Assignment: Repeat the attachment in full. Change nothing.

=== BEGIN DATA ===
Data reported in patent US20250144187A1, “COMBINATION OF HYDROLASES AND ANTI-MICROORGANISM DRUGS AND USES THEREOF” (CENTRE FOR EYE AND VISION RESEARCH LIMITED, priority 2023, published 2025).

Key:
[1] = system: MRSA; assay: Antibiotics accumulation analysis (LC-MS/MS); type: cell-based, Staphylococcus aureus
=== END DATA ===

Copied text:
Data reported in patent US20250144187A1, “COMBINATION OF HYDROLASES AND ANTI-MICROORGANISM DRUGS AND USES THEREOF” (CENTRE FOR EYE AND VISION RESEARCH LIMITED, priority 2023, published 2025).

Key:
[1] = system: MRSA; assay: Antibiotics accumulation analysis (LC-MS/MS); type: cell-based, Staphylococcus aureus